Māori Health

Nau mai, haere mai ki a hauora Māori webpage.

He oranga ngākau, he pikinga waiora.

Positive feelings in your heart will raise your sense of self-worth.

At StaffCare our nurses understand that health care should be holistic and that it is our responsibility to empower our clients to achieve the best possible health outcomes for them and their whānau.

While our core business is Occupational Health, our nurses are dedicated to health promotion within our Māori and Pacific whānau. They are available to work alongside Māori health providers, hapū, iwi and marae to assist with improving the wellbeing of whānau.

We incorporate Te Whare Tapa Whā to help guide us along with our mission goals of manaakitanga, rangitiratanga, kotahitanga and whakawhanaungatanga.

Te Whare Tapa Whā and  Occupational Health

Te Whare Tapa Whā was developed by leading Māori health advocate and researcher Sir Mason Durie in 1984, to provide a Māori perspective on wellbeing. Te Whare Tapa Whā is a model that describes health as a wharenui/whare tupuna with four walls. These walls represent taha wairua/ spiritual wellbeing, taha hinengaro/ mental and emotional wellbeing, taha tinana/physical wellbeing and taha whānau/family and social wellbeing. Our connection with the whenua/land forms the foundation.


Ko te whenua ko au, ko au ko te whenua. I am the land and the land is me.

Whenua is the place where we stand and our foundation. It is our connection to the land – a source of life, nourishment and wellbeing for everyone. Whenua includes soil, rocks, plants, animals and people – tangata whenua. We are linked physically and spiritually to the land – it is the earth through which we are connected to our tūpuna and all the generations that will come after us.

When we look at how our connection to whenua is linked to our work, we can have a sense of belonging to our mahi however as Māori it is important to have the knowledge of where we come from to ground us as well. Mahi can be transient however whenua is for life.

Psychological Hazard: Work commitments vs tangata whenua e.g. Dome valley dump and challenges of local iwi employed on project.

Taha Hinengaro:

Ki te wātea te hinengaro, me te kaha rere o te wairua, ka tāea ngā mea katoa / When the mind is free and the spirit is willing, anything is possible.

Taha Hinengaro is our mental and emotional wellbeing. When we are strong, we can better cope with the ups and downs of life. We can express our feelings and reach out for support from friends, whānau and hoamahi if we need to. Encouraging leadership in health and safety for Māori kaimahi improves engagement and positively affects the workplace with fewer injuries and improved attendance.

Psychosocial hazards to health: Shiftwork, Dealing with public, Responsibility, Violence, Racism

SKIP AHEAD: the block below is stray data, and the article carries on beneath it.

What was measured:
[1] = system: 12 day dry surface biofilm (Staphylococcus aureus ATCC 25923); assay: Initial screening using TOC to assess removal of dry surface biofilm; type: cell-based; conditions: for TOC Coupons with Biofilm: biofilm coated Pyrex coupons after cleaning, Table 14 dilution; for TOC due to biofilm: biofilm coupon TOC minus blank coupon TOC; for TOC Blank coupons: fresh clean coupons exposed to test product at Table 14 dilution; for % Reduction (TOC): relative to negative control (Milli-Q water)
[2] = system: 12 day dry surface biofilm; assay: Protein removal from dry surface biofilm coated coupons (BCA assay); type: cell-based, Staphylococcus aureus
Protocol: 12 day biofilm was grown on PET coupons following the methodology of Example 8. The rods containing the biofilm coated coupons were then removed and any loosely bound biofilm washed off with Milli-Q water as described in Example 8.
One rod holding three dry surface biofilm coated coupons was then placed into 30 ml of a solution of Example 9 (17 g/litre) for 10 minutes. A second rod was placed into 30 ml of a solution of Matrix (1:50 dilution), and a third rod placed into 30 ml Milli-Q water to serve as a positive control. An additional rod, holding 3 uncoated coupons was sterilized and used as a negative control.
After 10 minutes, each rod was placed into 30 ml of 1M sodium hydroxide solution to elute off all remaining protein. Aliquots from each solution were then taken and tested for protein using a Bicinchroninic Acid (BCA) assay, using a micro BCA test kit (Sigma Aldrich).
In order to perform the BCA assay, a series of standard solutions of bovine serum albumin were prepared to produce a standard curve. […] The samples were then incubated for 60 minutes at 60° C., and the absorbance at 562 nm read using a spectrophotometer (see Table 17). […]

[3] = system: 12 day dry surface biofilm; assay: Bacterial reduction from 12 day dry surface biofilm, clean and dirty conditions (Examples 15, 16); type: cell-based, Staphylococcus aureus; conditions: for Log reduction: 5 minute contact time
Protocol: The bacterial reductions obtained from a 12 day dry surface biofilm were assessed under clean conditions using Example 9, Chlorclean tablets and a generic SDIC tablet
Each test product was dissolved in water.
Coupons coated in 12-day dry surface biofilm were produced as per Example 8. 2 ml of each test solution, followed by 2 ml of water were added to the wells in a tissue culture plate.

Taha Wairua:

He oranga ngākau, he hikinga wairua.

When it touches your heart, it lifts your spirit.

Taha Wairua explores your relationship with the environment, people and heritage in the past, present and future. Your spiritual essence is your life force – your mauri. This is who and what you are, where you have come from and where you are going. The way people view wairua can be very different. For some, wairua is the capacity for faith or religious beliefs or having a belief in a higher power. The impact of wairua in a workplace setting can affect a kaimahi’s wellbeing if the environment that they are working in is felt to be unsafe spiritually. An example of this is when Kaimahi feel distress and lose focus because of where they are working i.e. a forest where kehua (ghosts) are seen.

Psychological hazards: Discrimination, Racism, Unsupported workplace

Taha Whānau:

Ehara taku toa i te toa taki tahi, engari he toa taki tini.

My strength is not that of one but that of many.

Taha whānau is about who makes you feel you belong, who you care about and who you share your life with. Whānau is about extended relationships – not just your immediate relatives, it’s your friends, hoamahi, your community and the people who you care about. Everyone has a place and a role to fulfil within their own whānau and whānau contributes to your individual wellbeing and identity. In the workplace it is important for kaimahi to have the support of their whānau to ensure that they are able to come to work with adequate sleep, good focus and their nutritional needs taken care of as an example.

Hazards to health: Long work hours-worklife balance, conflict within organisation and at home impacting focus

Taha Tinana:

Mauri tū, Mauri ora.

An active soul for your wellbeing.

Taha tinana is your physical wellbeing. It is about how your body grows, feels and moves and how you care for it. In occupational health tinana is usually the main focus for monitoring health, preventing workplace injury and illnesses and health promotion actions. However, if the other aspects of a person’s health are not considered it can affect the tinana of a person and their mahi may suffer or place them at risk for injury etc. Long work hours are a barrier to maintaining health and the occupational health nurse can assist the kaimahi with registering at a clinic.

Physical, Chemical, Biological and Ergonomic hazards